We traveled back in time. 


If you and the ones you love find yourself in the Hudson Valley instead of Seattle or somewhere further off, consider yourself lucky. Here are some places you can get yourself a dose of authenticity.


Kingston, NY

The finest of small town farmer’s markets. Get everything from cassis to freshly baked breads, strudels and pies, radishes and greens, wild mushrooms and game and not to be missed sweet, goat's milk ricotta from Acorn Hill Farm. And while you’re there, drop a dollar in the hat for The Queen’s Galley, the organization responsible for feeding all the Hudson Valley’s hungry.

Route 199 and Route 9, Rhinebeck, NY

This 80-year-old fruit and vegetable farm grows over 130 different varieties of fruits and vegetables. They are a regular fixture at both our local market on 14th street in Astoria and the Union Square Green Market, but it's twice as fun to buy direct from the stands that flank their fields. 

Rosendale, NY

Bring your tie-died T's and drive slow as you pull into sleepy Rosendale. If you blink, you’ll pass right by Twisted Foods. This place isn’t fancy; they save the fancy for their four types of pretzel rolls -- Chewy, polished poofs of salted dough shiny from their baking soda bath, with an addictive chew and substance.


Route 209, New York

Somehow, I don’t entirely mind paying the steep prices to keep a 6th generation family farm in business. The Gills own most of the land around Hurley, and sell their seasonal goods by the handful and bunch. Right now you’ll find the last of their asparagus and spinach, season’s first strawberries and the best selection of starter plants from white aubergine to green striped tomatoes that a gardener could wish for.


Woodstock, New York

Cucina is a restaurant with a menu and décor so fine it belongs in any big city, but thankfully it sits on a quiet perch in a rambling restored farmhouse just outside Woodstock.  Minutes from the arresting Ashokan Reservoir (where we city folk get our water), it is sleek by country standards, or any standards. But the food is fresh and fantastic. Service is gracious (even accommodating messy little fingers) and the whole experience is altogether inviting.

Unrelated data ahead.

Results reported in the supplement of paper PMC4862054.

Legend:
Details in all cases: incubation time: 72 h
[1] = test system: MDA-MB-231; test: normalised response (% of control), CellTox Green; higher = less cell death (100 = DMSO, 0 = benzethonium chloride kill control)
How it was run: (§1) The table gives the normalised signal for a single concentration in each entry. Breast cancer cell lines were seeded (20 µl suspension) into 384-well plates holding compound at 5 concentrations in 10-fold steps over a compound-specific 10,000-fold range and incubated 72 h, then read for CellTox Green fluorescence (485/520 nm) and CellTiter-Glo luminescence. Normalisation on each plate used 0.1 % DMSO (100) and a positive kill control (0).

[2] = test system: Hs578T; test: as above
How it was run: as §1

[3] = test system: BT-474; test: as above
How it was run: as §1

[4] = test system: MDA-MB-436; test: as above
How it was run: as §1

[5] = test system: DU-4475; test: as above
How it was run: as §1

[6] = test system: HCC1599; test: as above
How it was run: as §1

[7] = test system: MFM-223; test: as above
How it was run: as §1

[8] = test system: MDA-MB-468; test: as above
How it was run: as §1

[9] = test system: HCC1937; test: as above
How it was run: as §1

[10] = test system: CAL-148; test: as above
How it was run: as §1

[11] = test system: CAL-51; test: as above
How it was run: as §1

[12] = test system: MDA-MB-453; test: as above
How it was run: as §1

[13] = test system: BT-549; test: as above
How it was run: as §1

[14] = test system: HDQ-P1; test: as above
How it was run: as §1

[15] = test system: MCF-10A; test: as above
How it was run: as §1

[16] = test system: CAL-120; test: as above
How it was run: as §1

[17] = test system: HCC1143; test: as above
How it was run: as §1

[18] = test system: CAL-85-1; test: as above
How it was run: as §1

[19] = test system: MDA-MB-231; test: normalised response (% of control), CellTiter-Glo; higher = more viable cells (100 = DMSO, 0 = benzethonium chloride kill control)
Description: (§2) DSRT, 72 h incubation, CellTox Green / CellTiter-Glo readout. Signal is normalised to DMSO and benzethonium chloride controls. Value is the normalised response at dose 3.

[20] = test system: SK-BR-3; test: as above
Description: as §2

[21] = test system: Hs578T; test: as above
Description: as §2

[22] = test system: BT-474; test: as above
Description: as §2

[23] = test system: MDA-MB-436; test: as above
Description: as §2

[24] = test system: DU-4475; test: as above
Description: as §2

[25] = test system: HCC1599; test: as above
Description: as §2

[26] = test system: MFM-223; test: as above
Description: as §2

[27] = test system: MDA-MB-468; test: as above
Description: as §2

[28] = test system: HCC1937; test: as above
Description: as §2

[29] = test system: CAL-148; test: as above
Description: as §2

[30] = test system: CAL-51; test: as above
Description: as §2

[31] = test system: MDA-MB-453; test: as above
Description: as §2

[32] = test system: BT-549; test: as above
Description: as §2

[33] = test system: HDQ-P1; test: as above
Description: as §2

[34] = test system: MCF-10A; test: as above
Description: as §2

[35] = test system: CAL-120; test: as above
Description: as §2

5 comments:

Sarah Caron said...

As disappointing as it must have been to not head to Seattle (love Seattle, by the way), this sounds like an amazing and wonderful weekend. I grew up in the Hudson Valley, and love the farming community up there. Best wishes on fixing up your house and barn.

sponge cake press said...

dearest edible living, I was transformed if only for a few minutes. delightful!

Barbara said...

Sounds like a charming house to escape to from the city.

Christine said...

OK, I want to go there immediately. I love small towns. It sounds like it ended up being a sweet time with your family. So glad you posted again!

sarah said...

My apologies for being so remiss on responding to your great comments! I always appreciate them and am so happy to hear from you all. Thank you for the well-wishes. We're getting close to having a livable little retreat. More news from upstate very soon!

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New York City, United States
Sarah Copeland is a food and lifestyle expert, and the author of Feast: Generous Vegetarian Meals for Any Eater and Every Appetite, and The Newlywed Cookbook. She is the Food Director at Real Simple magazine, and has appeared in numerous national publications including Saveur, Health, Fitness, Shape, Martha Stewart Living and Food & Wine magazines. As a passionate gardener, Sarah's Edible Living philosophy aims to inspire good living through growing, cooking and enjoying delicious, irresistible whole foods. She thrives on homegrown veggies, stinky cheese and chocolate cake. Sarah lives in New York with her husband and their young daughter.